Where does Lupus come from?

So anyone who has lupus has had this question at some point or another. If you’re like me, it haunts you at least once a day. I mean you deserve an answer, right? After all, you were just minding your business, going about your life, enjoying your twenty-something’s. All of a sudden you’re struck with this mysterious thing. This thing that keeps you up at night with pain in your chest when you breathe in and out. This thing that causes some weird pain in your left shoulder, left side of your neck and random headaches that range from mild to day-stopping. This thing that scares the shit out of you whenever you have a pain in your lower back region because your mind automatically flashes back to the time you spent two weeks in the hospital for a kidney flare.

Pleurisy. That’s the name the doctor’s give to the chest pain. For different reasons, inflammation strikes the thin layers of tissue (pleura) that cover your lungs. For lupus sufferers, inflammation is the bane of our existence and this can easily be a normal symptom of the disease. But ok…it is what it is. I’ve come to learn to deal with this symptom the best I can.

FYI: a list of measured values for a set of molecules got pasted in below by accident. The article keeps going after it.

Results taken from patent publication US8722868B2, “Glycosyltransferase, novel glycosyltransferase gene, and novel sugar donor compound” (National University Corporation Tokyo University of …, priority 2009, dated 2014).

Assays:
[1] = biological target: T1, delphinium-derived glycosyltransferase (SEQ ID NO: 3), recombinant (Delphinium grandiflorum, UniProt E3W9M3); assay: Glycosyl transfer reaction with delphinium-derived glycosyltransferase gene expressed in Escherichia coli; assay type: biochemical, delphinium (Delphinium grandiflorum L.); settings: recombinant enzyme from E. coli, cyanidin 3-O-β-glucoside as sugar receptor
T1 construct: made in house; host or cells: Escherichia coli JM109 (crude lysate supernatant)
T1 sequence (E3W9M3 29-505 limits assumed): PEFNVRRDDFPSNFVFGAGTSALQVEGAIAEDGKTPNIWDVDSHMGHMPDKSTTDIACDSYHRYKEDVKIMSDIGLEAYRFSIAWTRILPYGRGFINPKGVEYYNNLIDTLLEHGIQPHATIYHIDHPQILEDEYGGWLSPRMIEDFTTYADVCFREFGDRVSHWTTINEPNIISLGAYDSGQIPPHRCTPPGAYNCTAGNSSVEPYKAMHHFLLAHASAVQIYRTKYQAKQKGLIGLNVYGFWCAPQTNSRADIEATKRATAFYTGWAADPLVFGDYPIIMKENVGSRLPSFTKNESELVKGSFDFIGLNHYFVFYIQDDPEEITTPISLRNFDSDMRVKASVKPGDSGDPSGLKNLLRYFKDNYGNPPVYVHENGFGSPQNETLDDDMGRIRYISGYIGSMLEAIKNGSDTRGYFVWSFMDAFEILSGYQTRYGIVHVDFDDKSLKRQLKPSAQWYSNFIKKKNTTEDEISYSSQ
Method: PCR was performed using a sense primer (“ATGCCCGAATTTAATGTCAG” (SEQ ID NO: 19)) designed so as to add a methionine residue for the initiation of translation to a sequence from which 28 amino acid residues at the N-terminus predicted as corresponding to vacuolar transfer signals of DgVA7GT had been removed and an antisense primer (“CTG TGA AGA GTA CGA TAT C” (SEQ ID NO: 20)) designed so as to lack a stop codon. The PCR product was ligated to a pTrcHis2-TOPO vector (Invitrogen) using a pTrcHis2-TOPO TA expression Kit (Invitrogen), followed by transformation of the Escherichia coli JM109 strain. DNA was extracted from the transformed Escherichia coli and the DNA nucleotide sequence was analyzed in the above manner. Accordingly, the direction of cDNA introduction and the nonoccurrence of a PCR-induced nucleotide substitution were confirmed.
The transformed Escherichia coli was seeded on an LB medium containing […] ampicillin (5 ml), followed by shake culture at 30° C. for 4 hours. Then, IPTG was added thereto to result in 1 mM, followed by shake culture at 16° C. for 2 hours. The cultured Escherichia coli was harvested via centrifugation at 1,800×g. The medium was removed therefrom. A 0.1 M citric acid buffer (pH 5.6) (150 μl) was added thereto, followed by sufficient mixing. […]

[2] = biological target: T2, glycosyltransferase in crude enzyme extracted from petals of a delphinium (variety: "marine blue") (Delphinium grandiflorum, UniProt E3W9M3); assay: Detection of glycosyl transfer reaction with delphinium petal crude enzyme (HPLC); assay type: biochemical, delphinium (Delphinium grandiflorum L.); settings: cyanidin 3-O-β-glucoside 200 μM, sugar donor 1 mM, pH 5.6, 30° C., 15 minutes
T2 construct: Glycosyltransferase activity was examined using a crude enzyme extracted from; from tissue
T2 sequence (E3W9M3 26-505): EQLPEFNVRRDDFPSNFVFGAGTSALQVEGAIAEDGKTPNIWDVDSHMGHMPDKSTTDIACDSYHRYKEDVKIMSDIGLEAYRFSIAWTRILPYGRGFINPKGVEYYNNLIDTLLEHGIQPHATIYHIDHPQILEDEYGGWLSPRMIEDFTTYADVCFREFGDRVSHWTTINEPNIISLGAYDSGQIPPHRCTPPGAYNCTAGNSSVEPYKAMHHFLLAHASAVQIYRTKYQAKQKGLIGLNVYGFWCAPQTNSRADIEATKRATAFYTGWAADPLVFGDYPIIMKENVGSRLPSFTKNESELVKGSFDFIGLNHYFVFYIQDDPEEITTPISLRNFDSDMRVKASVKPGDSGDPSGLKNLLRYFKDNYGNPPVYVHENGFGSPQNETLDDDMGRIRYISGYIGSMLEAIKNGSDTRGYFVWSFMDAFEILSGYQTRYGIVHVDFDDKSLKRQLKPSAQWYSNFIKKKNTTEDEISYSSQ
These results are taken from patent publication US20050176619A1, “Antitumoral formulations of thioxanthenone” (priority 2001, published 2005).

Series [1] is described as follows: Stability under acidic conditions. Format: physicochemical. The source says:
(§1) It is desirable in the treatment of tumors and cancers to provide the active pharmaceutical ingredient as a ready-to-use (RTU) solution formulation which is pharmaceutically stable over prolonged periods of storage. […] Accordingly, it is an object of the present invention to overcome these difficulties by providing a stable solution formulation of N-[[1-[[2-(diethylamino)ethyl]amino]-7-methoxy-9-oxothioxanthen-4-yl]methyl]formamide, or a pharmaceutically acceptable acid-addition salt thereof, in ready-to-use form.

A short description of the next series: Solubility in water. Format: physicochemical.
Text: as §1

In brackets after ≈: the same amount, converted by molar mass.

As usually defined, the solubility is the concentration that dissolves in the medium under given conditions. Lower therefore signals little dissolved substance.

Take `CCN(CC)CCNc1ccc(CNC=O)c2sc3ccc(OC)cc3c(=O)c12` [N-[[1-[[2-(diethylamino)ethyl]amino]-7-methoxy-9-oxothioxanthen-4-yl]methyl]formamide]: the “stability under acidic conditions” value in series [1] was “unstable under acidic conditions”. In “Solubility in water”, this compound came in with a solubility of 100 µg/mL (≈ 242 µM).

I suspect the weird pain that radiates the left side of my body is nerve related. When it first started happening to me, I lived in fear of having a stroke for nearly a year. I’ve had three MRI’s in hopes of this magic machine detecting something. Each time, a different doctor gives me the same results. “We didn’t see anything.” In the beginning I felt some type of way. I mean what am I supposed to do? Sit around and wait for my brain to be possibly permanently damaged? But again, it is what it is. This, along with the fear that accompanies my back pain, are other things I have learned to deal with the best way I can.